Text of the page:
I’ve had the good fortune to be part of many outstanding teams during my career. About 30 years ago, I was part of a four-person ad hoc team that we assembled to compete for an advertising and PR account. It’s memorable and meaningful for me because it’s when I first experienced how asking great questions beats having the correct answers.
*As the story goes, GTECH (the dominant player in the lottery business – now IGT) had put up its account for review. GTECH was based in Rhode Island and had planned to conduct “get acquainted meetings” with six local agencies. After hearing this, a few of us approached our agency principals to suggest we put our hat in the ring. We received a firm no, stating that we didn’t know anyone at GTECH, knew nothing about its business, and shouldn’t engage in an expensive agency review we had little chance of winning.
We were disappointed, yet still determined, so we took to the local pub to talk about next steps. The “we” I’m talking about included Jim McGinn, Account Supervisor; Brian Murphy, Art Director; Todd Diamond, Copywriter; and me, the PR guy. We committed to approaching the principals again the next day. We simply asked, “If we could squeeze our way into the review, could we pitch the business for the agency on our own time?” The principals responded with a smirk, saying, “Sure, knock yourselves out.”
Somehow, we secured a spot to participate in the review, and once we were in, we were committed to win. While we wanted to capture the business, we were also driven to avoid enduring the inevitable, “I told you so,” if we didn’t prevail. The fact was the agency principals were right. We were a huge underdog here for the reasons they mentioned and many more. With that in mind, we got to work.
First, we agreed that there is no such thing as a “get acquainted meeting.” Second, we didn’t know anyone at the company, so our first impression needed to be an impactful one. Third, realizing we knew nothing about their business, every person on our team committed to digging up anything we could find about the company, and we had less than two weeks to do it. This is where the timing of this story becomes even more relevant. It’s not like we could go online and uncover a mountain of company, competitor, and industry data in a matter of hours. We had to identify relevant associations, obtain industry trade pubs, find media clips, etc., all of which had to be mailed to us. By the end of the week, we had assembled about 500 pages of material. Each of us committed to reading every word of it by Monday morning. The GTECH team meeting was set for just three days later.
By Monday morning, everyone completed their homework, as promised. We believed that having one person play the lead when it came to knowing what he was talking about wouldn’t cut it. Everyone on the team had to demonstrate an understanding of the landscape. But how? At first, we planned to show the client everything we read in preparation for our meeting. We thought that if they could SEE how much work we did, it would separate us from the rest. Instead, we took a different, arguably more counterintuitive approach.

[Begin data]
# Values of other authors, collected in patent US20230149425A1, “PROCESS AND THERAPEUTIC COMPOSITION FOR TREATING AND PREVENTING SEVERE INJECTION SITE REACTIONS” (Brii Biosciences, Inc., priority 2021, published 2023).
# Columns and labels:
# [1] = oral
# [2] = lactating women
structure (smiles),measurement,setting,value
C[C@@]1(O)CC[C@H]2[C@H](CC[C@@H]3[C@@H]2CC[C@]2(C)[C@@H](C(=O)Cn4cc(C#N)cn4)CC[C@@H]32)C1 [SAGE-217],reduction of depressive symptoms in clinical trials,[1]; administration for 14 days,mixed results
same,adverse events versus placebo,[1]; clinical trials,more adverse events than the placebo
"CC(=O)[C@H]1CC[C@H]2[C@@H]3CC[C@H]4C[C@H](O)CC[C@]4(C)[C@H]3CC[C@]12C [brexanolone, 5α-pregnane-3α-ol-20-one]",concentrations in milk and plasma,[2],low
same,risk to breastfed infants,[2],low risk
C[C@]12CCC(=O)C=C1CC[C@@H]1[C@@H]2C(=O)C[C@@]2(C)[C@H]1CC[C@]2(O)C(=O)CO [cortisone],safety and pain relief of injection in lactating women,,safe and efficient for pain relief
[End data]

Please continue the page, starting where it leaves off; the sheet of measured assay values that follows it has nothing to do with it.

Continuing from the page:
We hosted a 90-minute meeting in our conference room. After a brief agency tour, the four of us gathered with the GTECH team in what would be the last of the agency get acquainted meetings. The walls were lined with our creative work, the outside tables were topped with awards, and the main conference room table sported a large pitcher of water, water glasses, coasters, yellow pads, and pencils at every chair. That’s it. We stuffed the research materials we had amassed into desk drawers in an adjacent office and didn’t refer to a single note during the meeting.
After everyone introduced themselves and the prospect shared what he believed to be the company’s biggest challenges, we started to ask questions. Not the kinds of questions one could find in the research material, but an entirely different level of questions – well-informed questions. While they were questions searching for answers, they were also designed to demonstrate our understanding of the industry and GTECH’s business. After an hour, with every team member engaged in the exchange, the marketing director reached over his head, slammed his pencil on the table, and exclaimed: “How in the world do you know so much about our business?”
If you’re familiar with the term hanging curveball, the prospect just threw us one. While I don’t remember which one of us proceeded to hit that pitch out of the stadium, it was quite the moment. For me, it ranks right up there with the scene from A Few Good Men when Colonel Jessup (Jack Nicholson) responded to Lieutenant Caffey’s (Tom Cruise) question about whether he ordered the code red by blurting out, “You’re Goddamn right I did!” We led the prospect right where we wanted him to go.
After the meeting, the marketing director asked if we could continue our conversation over lunch. Later that afternoon, we received a call. We thought it was about whether we would advance to the next round of the review. Instead, we were told their search was over. We won the GTECH business.
The win was great, but the lesson learned was priceless. Whether you are the CEO or an entry-level job applicant, asking great questions beats having the correct answers every time. Ultimately, asking thoughtful questions shows you care and keeps you relevant. Having the right answers does neither nearly as well.
*Story adapted from my latest book, Peernovation: What Peer Advisory Groups Can Teach Us About Building High-Performing Teams.
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